Civilians: 50,000 Dead-
But Who's Counting?
By Juliana Lara Resende
11 July, 2006
UNITED NATIONS - After famously telling reporters that
they "don't do body counts," Pentagon officials now say that
they have in fact been keeping a record of civilian casualties in Iraq
for one year. And while that number remains classified, independent
estimates suggest that at least 50,000 people have died in the country
since the 2003 invasion.
According to statistics compiled
by the Baghdad morgue, the Iraqi Health Ministry and other agencies,
as reported recently in the Los Angeles Times, that total is 20,000
higher then the George W. Bush administration had previously estimated.
Last year, Bush asserted
that, "30,000, more or less, have died as a result of the initial
incursion and the ongoing violence against Iraqis."
In terms of population size,
this would be equivalent to 570,000 U.S. citizens killed in the same
period of time, noted the Jun. 25 LA Times article.
However, the Iraqi Health
Ministry says this figure is artificially low since it does not include
deaths that occurred outside Baghdad in the first year of the occupation,
or those in the three northern provinces of the semi-autonomous region
And due to the ongoing daily
violence and security crackdowns, as well as power shortages and failing
communications networks, health workers have been unable to compile
accurate data concerning how many people die in the country.
According to the London-based
Iraq Body Count
(IBC), a non-governmental group that keeps a database on media-reported
deaths in Iraq since May 2003, last year's toll was the highest in the
three years of the occupation: 36 "violent deaths" on average
per day -- approximately twice the toll of the first year.
Early last week, U.S. officials
in Iraq said they have been counting civilian casualties since July
Lt. Gen. Peter Chiarelli,
head of the Multi-National Forces in Iraq, told reporters in Baghdad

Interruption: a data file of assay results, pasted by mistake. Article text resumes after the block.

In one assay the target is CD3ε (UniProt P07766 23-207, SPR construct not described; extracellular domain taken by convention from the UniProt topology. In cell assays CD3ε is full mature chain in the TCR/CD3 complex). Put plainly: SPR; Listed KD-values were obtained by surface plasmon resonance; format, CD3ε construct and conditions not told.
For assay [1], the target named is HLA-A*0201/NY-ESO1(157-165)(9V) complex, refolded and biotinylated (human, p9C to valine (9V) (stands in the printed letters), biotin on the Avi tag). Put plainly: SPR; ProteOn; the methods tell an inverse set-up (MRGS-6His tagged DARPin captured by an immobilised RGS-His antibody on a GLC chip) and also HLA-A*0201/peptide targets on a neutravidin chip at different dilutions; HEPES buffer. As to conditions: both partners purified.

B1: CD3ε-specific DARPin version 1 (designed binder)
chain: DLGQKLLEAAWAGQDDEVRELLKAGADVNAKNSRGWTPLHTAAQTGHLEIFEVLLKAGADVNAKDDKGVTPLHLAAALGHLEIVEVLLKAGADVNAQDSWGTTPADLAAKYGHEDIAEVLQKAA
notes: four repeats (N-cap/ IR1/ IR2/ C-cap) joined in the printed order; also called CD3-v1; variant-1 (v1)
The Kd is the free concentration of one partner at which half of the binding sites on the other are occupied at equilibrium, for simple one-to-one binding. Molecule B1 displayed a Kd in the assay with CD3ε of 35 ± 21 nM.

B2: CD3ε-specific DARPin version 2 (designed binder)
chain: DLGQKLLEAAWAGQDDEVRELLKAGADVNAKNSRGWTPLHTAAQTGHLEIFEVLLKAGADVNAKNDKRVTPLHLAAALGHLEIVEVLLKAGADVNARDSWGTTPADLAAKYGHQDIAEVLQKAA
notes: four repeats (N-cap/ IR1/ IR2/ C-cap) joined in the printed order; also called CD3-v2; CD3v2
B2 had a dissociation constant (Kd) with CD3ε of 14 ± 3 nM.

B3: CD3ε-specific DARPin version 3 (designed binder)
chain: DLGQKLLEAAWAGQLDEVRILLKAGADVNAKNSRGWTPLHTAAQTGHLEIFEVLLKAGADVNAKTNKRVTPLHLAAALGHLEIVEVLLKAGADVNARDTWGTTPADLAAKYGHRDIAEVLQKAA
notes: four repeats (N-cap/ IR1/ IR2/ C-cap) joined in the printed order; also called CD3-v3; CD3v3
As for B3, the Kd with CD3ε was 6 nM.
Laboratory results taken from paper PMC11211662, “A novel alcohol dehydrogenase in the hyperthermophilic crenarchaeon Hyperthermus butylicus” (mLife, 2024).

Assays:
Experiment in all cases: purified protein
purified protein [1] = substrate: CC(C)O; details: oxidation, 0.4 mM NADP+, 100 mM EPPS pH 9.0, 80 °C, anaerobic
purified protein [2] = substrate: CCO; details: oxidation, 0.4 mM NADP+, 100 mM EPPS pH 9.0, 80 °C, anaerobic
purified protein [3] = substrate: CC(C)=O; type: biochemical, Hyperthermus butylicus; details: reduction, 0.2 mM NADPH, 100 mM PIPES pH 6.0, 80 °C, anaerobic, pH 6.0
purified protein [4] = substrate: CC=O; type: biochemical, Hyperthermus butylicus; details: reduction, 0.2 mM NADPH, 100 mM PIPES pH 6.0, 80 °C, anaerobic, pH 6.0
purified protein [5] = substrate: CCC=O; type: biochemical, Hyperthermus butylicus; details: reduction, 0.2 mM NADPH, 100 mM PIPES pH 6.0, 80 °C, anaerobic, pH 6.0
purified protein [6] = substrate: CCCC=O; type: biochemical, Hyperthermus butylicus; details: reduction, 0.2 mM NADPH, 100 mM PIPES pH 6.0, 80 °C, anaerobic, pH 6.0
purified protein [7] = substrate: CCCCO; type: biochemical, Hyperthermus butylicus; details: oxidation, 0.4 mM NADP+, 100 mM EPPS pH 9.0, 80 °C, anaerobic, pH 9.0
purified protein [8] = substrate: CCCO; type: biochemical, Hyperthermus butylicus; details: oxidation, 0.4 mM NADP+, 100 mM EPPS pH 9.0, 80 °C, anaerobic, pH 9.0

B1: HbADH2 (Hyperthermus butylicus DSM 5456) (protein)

that U.S. soldiers are killing and injuring fewer civilians. According
to him, non-combatant deaths at checkpoints have been reduced from about
four to one per week in the last six months.
But John Sloboda from IBC
notes that "checkpoint killings are only one category of death
caused by the U.S. military".
"We have no proper evidence
as to how meticulously the U.S. has been counting all categories of
death caused by its own military," he told IPS.
Following Chiarelli's announcement,
the Washington-based Campaign for Innocent Victims
in Conflict (CIVIC) and other humanitarian organisations
called on the U.S. military to release its data and back up the information
with further details.
"The U.S. military says
they do protect civilians and we do believe them, but we can't know
how true that is without the data," CIVIC's executive director,
Sarah Holewinski, told IPS.
Sloboda added, "Indeed,
there are on-record statements from military commanders saying that
no way does the U.S. count casualties caused in engagements with hostile
"When it is in a situation
where its own troops are under fire, each member of the military is
asked to guess how many enemy he may have killed. These reports are
fed back upwards and combined somehow -- but obviously this can be no
more than a guess and extremely subject to bias and political manipulation
by the U.S," he said.
Death certificates are issued
and counted separately by the morgue and the Health Ministry, so the
two data sets do not overlap.
From 2003 through mid-2006,
the Baghdad morgue received 30,204 bodies, according to the LA Times.
The Health Ministry documented 18,933 deaths from "military clashes"
and "terrorist attacks" between Apr. 5, 2004 and the Jun.
1, 2006. Together, this amounts to 49,137 deaths.
Regarding the U.S. refusal
to disclose an official number, Holewinski said, "The media is
doing a very good job on pushing the military to release it." However,
she added that this will not happen "unless the Congress requires
[the Pentagon] to".
IBC estimates that between
38,786 and 43,215 civilians have died as a consequence of the military
invasion of Iraq since the war began, excluding deaths among the Iraqi
"It's a baseline. It's
a really good measure, but it's not the whole story, so we need the
U.S. to release their data," Holewinski told IPS.
"If the U.S. (military)
really wants to put information into the public domain, then it should
provide the date and place of each incident, the name of all victims
and perpetrators," stressed Sloboda. "What they are currently
doing is self-serving tokenism and an insult to their victims."
"It's an utter obscenity,
and the whole international community stands judged for its abject failure
in this respect," he concluded.
Copyright © 2006 IPS